Was this review helpful to you? Yes No Sending feedback...
Thank you for your feedback. If this review is inappropriate, please let us know.
Sorry, we failed to record your vote. Please try again.
1 of 1 people found the following review helpful By Torie Monaghan on Sept. 12 2010
Format: Audio CD
From our point of view in the year 2010 its hard to imagine the year 1964. Black and white TV, no internet, the single was king of the charts, the Beatles were gods, the commies wanted to nuke us. I knew what to expect listening to this album the first time, mostly cover songs, a few originals, and i wasn't surprised or disappointed by this album. This is a great album, some of the last songs are not the greatest but they're not bad enough to drag the album down to 4 stars. It rocks, it rolls, its rythm and blues and harmonicas and guitar solos, its the year 1964 in a wierd time of innocence.
HIGHLY RECOMMENDED !!!
Was this review helpful to you? Yes No Sending feedback...
Thank you for your feedback. If this review is inappropriate, please let us know.
Sorry, we failed to record your vote. Please try again.
Format: Audio CD
This the American debut album of the group that now is known as the Greatest Rock Band in the World (which they clearly deserve, by the way), and it is indeed a great album.. It is easy to see why the Stones got so popular, as they are the total opposite of the Beatles' lighter and cleaner rock'n'roll - and I'm not saying that as a negative comment on the Beatles, I love them, I'm just stating facts.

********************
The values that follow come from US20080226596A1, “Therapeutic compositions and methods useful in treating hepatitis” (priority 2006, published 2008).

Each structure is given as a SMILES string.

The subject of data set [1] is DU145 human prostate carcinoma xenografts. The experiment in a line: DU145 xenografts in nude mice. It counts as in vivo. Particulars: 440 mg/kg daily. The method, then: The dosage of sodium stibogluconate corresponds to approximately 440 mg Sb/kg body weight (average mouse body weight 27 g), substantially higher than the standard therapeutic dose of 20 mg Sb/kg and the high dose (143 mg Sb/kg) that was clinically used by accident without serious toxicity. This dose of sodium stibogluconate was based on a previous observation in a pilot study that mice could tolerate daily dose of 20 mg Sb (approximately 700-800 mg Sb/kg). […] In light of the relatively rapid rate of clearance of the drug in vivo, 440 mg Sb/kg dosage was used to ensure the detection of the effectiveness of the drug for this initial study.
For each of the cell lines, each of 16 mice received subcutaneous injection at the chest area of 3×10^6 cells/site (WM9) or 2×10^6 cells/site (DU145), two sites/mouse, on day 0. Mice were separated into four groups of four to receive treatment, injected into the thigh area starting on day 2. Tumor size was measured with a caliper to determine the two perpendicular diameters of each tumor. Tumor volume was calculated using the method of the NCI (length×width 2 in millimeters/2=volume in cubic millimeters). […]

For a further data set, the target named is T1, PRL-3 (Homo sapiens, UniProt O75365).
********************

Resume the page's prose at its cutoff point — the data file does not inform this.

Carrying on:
This is a blues record, filled with fast-rocking songs like "Route 66" and "Carol", together with slower, but equally great, ones like "I'm A King Bee" and "Honest I Do". And I must say it is amazing how the Stones at such a young age almost reach the level of their idols, like Chuck Berry and Muddy Waters. Despite their youth (they were all in their early 20's when making this record) all of the songs, in all their dirtiness and honesty, sound very adult and mature. The passion they were feeling for these songs really shine through, and its wonderful when you encounter artists with such affection for their material. And the band also plays remarkably well together, like they have been together for years. Just listen to how Charlie Watts (drums) and Bill Wyman (bass) already are on their way to creating a unique rhythm section in rock'n'roll, or the magnificent guitar weaving between Keith Richards and Brian Jones. And although you can sense the youth in Mick Jagger's voice, he stills sounds very provoking and sexy. The harmonica playing, split up between Jones and Mick Jagger, also deserves an honorable mention, since it is nothing short of great.